TOEM Review

It’s one thing to call a game “small,” maybe referring to its length or something about its quaint aesthetics. But TOEM, a game about the joy of photography, is small in the way a snow-topped winter cabin is small, or a sleeping cat is small, or a plate of cube-shaped cheeses and nicely sliced meats is small. It’s small in totality; pristine, complete, and precise. It’s perfect for snuggling under a blanket on a quiet evening with a scented candle and a mug of cocoa to finish in one contented sitting.

TOEM starts with smallness in premise: a young protagonist, equipped only with a camera given to them by their mother and a pair of clogs, is now old enough to journey through their little top-down, black-and-white world to see the sights, take photos, and finally witness TOEM’s titular phenomenon: a spectacle described in the opening minutes with awe-struck vaguery. After departing from their quiet hometown, they visit adorably diverse areas including a dense forest with a woodland hotel, a seaside town featuring both sunny beaches and stormswept coastline, a bustling city full of rushed business folk, and a snowy mountain peak, helping members of the community with their camera along the way.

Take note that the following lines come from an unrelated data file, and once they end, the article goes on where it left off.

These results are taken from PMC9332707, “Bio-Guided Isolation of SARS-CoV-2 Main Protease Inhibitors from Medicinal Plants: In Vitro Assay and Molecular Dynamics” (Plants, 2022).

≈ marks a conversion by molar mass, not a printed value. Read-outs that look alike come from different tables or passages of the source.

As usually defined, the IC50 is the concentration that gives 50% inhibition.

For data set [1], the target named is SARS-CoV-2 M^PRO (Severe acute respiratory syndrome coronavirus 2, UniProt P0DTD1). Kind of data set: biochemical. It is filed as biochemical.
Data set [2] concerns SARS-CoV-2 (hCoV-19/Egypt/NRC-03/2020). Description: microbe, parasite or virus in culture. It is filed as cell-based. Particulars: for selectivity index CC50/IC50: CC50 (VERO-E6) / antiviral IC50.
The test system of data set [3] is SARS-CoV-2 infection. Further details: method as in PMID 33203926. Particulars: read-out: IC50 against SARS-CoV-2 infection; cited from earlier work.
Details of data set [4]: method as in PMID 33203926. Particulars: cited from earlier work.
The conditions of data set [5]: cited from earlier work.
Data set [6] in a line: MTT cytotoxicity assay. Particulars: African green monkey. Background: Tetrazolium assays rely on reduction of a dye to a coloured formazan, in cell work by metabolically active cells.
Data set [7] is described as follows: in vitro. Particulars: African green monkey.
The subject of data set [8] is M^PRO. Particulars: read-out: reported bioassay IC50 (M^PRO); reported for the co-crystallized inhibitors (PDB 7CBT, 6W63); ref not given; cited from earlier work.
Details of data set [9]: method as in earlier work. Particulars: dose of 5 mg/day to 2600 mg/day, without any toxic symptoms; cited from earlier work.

The initial camera functions are simple ones: you can zoom in and out, or flip it to take a selfie. Later, it gets a little bit deeper when you get a tripod that lets you set up specific shots, and a horn you can honk to elicit goofy reactions from your subjects. Rain, snow, and mud can spatter your camera lens, though certain items or interactions will clear this problem up if you don’t like it. Beyond these, don’t expect more elaborate photo editing tools from TOEM — but of course, just five minutes with it is enough to know that fancy camera functions would be utterly beside the point.